Attending the Bridgestone Winter Driving Experience in Steamboat Springs, Colorado, is an eye-opening experience for several reasons. First, the venue is a frozen wonderland with a world-class ice track that challenges and educates even the most experienced driver. Second, attendees acquire hands-on familiarity with the capabilities and limitations of dedicated winter tires. And finally, it’s a practical lesson on just how much Bridgestone has raised the bar on winter tire innovation and technology.
For decades, Bridgestone has taught drivers how to drive in treacherous winter conditions competently and confidently. Its Winter Driving School, which utilizes natural terrain (not a flat frozen lake), offers classes for novices through professionals on a vast, dedicated campus just west of the famous ski resort town. Selected courses provide a curriculum on negotiating snowy and icy winter roads. At the same time, more advanced classes help professionals or aspiring race car drivers study how to navigate a frozen racing circuit. Regardless of skill level, everyone learns and leaves an improved driver.
Last week, I attended a modified class with two special vehicles – a 2022 Acura MDX and a 2021 Acura NSX. The MDX is the best-selling three-row premium luxury crossover in the country, while the NSX is one of the world’s most capable exotic supercars. Both vehicles feature versions of Acura’s acclaimed SH-AWD (Super Handling All-Wheel-Drive). Still, as I learned, even the most proficient powertrain needs to be paired with a set of winter compound tires to maximize traction and grip on frozen low friction surfaces.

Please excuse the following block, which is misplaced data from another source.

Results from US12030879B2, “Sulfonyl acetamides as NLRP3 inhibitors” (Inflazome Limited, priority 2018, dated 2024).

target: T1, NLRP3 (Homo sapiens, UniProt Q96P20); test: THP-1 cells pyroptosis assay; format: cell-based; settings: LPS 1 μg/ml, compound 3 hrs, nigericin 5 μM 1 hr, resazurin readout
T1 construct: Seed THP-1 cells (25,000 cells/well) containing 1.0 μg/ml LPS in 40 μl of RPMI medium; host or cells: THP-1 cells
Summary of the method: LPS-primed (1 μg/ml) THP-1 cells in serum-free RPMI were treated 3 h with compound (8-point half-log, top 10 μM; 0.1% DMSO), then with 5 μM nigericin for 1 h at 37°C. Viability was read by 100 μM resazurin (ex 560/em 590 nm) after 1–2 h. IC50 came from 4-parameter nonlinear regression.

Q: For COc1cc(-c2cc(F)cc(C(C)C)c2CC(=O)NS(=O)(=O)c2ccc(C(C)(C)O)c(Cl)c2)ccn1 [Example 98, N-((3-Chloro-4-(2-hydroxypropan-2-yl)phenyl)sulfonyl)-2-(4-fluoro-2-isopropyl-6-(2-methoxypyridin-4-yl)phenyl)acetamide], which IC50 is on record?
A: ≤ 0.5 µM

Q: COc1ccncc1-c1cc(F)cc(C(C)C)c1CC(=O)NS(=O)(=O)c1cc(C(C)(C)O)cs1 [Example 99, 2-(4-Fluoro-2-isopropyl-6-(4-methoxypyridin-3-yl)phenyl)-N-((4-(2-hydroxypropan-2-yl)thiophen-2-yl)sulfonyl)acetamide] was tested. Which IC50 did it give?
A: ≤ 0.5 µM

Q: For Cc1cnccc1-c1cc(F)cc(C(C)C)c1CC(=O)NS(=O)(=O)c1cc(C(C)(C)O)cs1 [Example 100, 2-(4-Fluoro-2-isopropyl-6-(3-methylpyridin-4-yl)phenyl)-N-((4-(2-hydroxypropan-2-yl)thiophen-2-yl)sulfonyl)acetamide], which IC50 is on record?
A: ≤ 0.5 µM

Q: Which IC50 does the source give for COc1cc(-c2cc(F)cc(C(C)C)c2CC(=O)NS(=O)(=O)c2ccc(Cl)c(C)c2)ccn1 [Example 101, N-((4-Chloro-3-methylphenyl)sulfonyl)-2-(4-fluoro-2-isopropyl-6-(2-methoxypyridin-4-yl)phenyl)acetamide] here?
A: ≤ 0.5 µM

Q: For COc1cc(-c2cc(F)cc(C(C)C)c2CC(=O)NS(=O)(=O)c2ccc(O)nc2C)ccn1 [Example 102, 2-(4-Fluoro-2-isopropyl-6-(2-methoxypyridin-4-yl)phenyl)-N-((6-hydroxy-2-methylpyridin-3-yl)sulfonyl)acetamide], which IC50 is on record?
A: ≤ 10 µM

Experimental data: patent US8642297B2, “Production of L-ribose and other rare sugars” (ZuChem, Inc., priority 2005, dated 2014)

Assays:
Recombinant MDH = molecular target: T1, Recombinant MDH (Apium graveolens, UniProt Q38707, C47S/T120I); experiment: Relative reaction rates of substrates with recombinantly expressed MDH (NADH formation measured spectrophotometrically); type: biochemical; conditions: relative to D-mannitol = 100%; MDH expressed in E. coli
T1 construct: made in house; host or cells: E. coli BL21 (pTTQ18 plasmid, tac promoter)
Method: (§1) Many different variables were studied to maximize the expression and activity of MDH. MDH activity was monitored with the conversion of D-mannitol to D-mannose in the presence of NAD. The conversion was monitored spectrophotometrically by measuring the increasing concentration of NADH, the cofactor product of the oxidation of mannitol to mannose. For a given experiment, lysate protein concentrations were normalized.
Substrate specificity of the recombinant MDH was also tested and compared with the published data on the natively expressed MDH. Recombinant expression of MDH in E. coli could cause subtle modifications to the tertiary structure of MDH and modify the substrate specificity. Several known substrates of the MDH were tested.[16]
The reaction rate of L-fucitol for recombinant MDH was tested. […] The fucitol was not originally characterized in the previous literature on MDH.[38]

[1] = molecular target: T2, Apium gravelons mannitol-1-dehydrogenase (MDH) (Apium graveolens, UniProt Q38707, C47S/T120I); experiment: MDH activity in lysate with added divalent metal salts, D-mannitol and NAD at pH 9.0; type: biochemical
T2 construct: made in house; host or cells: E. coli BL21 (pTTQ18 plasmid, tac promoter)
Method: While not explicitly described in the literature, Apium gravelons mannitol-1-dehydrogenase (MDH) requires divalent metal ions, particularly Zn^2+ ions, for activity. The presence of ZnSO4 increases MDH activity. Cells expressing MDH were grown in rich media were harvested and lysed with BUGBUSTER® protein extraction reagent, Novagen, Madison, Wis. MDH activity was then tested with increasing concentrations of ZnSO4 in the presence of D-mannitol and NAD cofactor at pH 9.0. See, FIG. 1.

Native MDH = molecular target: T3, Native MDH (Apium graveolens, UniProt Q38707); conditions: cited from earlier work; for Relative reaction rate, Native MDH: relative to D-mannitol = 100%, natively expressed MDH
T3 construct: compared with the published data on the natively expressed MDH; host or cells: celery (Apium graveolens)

Instruction begins in the classroom, where students learn the fundamental differences between summer, all-season, and winter tires. Each type utilizes a rubber compound and tread pattern that aligns with its engineered operating environment. In the most elementary sense, summer tires work in warm temperatures, where they need to tolerate heat and evacuate rain from beneath their tread. On the other hand, winter tires stay soft and compliant in the cold or freezing temperatures, where snow and ice often cover the driving surface. All-Season tires are an all-around compromise between both – and, as expected, that concession has its drawbacks.
After chalk-talk in the yurt, we head over to one of the dedicated ice tracks purpose-built for the school’s exercises. They are much bigger than one would suspect. The one I drove on was more than 50-ft wide and nearly a mile long – and so slick that walking on the surface is challenging.